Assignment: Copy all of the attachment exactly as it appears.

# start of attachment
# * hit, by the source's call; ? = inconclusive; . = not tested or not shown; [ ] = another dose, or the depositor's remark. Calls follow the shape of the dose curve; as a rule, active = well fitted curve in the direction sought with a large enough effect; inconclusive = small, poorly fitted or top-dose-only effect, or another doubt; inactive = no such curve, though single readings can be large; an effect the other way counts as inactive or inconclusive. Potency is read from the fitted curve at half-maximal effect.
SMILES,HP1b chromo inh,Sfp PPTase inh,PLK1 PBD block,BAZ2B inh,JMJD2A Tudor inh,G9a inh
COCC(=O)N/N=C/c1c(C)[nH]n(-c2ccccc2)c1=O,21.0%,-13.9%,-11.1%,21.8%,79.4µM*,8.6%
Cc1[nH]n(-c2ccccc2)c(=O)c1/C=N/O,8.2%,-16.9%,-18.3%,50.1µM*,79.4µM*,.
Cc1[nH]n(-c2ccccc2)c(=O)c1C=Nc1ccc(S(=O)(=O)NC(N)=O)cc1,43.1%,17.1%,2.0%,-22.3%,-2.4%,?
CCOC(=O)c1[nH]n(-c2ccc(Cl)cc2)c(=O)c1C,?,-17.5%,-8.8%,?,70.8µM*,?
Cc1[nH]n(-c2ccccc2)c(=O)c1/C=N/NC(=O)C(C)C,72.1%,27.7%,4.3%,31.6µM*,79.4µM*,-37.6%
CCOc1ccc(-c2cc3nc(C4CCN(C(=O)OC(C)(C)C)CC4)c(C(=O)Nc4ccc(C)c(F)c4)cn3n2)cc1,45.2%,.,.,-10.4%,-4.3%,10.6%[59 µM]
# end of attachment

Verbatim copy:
# * hit, by the source's call; ? = inconclusive; . = not tested or not shown; [ ] = another dose, or the depositor's remark. Calls follow the shape of the dose curve; as a rule, active = well fitted curve in the direction sought with a large enough effect; inconclusive = small, poorly fitted or top-dose-only effect, or another doubt; inactive = no such curve, though single readings can be large; an effect the other way counts as inactive or inconclusive. Potency is read from the fitted curve at half-maximal effect.
SMILES,HP1b chromo inh,Sfp PPTase inh,PLK1 PBD block,BAZ2B inh,JMJD2A Tudor inh,G9a inh
COCC(=O)N/N=C/c1c(C)[nH]n(-c2ccccc2)c1=O,21.0%,-13.9%,-11.1%,21.8%,79.4µM*,8.6%
Cc1[nH]n(-c2ccccc2)c(=O)c1/C=N/O,8.2%,-16.9%,-18.3%,50.1µM*,79.4µM*,.
Cc1[nH]n(-c2ccccc2)c(=O)c1C=Nc1ccc(S(=O)(=O)NC(N)=O)cc1,43.1%,17.1%,2.0%,-22.3%,-2.4%,?
CCOC(=O)c1[nH]n(-c2ccc(Cl)cc2)c(=O)c1C,?,-17.5%,-8.8%,?,70.8µM*,?
Cc1[nH]n(-c2ccccc2)c(=O)c1/C=N/NC(=O)C(C)C,72.1%,27.7%,4.3%,31.6µM*,79.4µM*,-37.6%
CCOc1ccc(-c2cc3nc(C4CCN(C(=O)OC(C)(C)C)CC4)c(C(=O)Nc4ccc(C)c(F)c4)cn3n2)cc1,45.2%,.,.,-10.4%,-4.3%,10.6%[59 µM]